Measuring water in soil - capacitance

  • Fact sheet
  • August 2015

What is capacitance?

Capacitance is a method of measuring the amount of water in soil through its capacity to transmit electromagnetic waves or pulses.

In effect, the soil is placed between two electrical plates and when voltage is applied to these plates a frequency is measured. This is then converted using a calibration equation into mm of soil moisture per metre.

There are several types of capacitance system available.

Permanent systems

The distinguishing feature of these systems is that they are able continuously log readings at close time intervals. Different products are available for:

The readings can either be downloaded to a computer via automated transmission systems, by phone, or by visiting each site to download them manually.

Different systems support a different number of sites and depth intervals. Check with the distributor to ensure the system meets your requirements.

Advantages

Disadvantages

Portable systems

Portable capacitance probes measure soil in much the same way as previously described. The main difference between this and a permanent system is that readings must be taken manually, using the probe which has just one sensor on the end.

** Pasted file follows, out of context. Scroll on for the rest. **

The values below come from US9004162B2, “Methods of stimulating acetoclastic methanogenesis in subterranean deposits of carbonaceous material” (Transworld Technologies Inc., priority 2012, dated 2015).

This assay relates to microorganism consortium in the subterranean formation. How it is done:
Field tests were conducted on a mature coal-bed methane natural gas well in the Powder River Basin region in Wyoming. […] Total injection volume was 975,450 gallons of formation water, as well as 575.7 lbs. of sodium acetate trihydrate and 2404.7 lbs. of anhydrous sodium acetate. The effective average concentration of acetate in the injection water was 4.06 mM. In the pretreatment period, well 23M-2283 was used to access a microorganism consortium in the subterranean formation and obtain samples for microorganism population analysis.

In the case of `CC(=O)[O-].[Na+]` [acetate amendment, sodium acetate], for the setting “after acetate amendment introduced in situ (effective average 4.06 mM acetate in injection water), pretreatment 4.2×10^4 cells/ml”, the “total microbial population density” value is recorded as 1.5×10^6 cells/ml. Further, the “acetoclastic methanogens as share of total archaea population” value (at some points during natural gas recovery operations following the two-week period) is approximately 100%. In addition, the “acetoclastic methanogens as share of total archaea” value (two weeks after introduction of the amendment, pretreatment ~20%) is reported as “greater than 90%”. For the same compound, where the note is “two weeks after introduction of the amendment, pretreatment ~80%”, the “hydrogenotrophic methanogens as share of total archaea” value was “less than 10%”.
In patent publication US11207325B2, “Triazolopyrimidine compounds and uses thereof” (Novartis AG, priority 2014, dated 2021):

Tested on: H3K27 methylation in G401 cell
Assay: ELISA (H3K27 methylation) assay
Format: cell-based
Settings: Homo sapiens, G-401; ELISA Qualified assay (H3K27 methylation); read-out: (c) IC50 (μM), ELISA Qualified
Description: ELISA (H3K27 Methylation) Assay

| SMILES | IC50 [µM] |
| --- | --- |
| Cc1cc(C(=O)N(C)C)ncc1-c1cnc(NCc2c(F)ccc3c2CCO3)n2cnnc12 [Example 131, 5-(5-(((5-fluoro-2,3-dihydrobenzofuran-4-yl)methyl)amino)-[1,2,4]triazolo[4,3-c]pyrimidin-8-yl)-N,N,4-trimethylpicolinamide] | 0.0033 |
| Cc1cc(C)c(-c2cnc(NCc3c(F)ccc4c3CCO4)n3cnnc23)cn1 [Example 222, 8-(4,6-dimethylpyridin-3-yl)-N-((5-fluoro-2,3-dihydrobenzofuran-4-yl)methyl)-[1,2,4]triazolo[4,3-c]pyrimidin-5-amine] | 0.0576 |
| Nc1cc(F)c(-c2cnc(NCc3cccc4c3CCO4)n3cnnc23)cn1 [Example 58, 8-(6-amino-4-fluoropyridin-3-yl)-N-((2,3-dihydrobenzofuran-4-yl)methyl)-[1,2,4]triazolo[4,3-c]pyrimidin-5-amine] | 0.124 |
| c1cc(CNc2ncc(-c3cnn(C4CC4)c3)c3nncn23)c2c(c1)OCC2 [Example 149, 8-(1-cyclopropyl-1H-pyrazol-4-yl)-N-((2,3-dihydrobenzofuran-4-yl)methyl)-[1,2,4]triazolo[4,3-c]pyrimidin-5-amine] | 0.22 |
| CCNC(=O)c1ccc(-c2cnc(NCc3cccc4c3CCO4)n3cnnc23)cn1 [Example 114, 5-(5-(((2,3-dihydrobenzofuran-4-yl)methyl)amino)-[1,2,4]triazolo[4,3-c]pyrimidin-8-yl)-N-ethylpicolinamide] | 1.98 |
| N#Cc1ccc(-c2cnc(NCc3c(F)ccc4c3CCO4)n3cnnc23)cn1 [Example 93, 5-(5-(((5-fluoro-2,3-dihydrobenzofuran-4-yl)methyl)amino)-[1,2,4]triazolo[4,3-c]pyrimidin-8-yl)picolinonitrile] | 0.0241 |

The probe is swiped down the profile (via an access tube) and takes readings at 10cm intervals. The information collected can be displayed as chart giving a graphic display of the soil moisture content at different depths down the profile.

Depending on the system you choose, the data can either be viewed in the field, on the display unit, or downloaded to a computer.

Advantages

Disadvantages

More information

Speak to an irrigation consultant or your product distributor to find out how best to meet your requirements. We have developed a range of factsheets to assist you with irrigation management. See the links related below.

Related links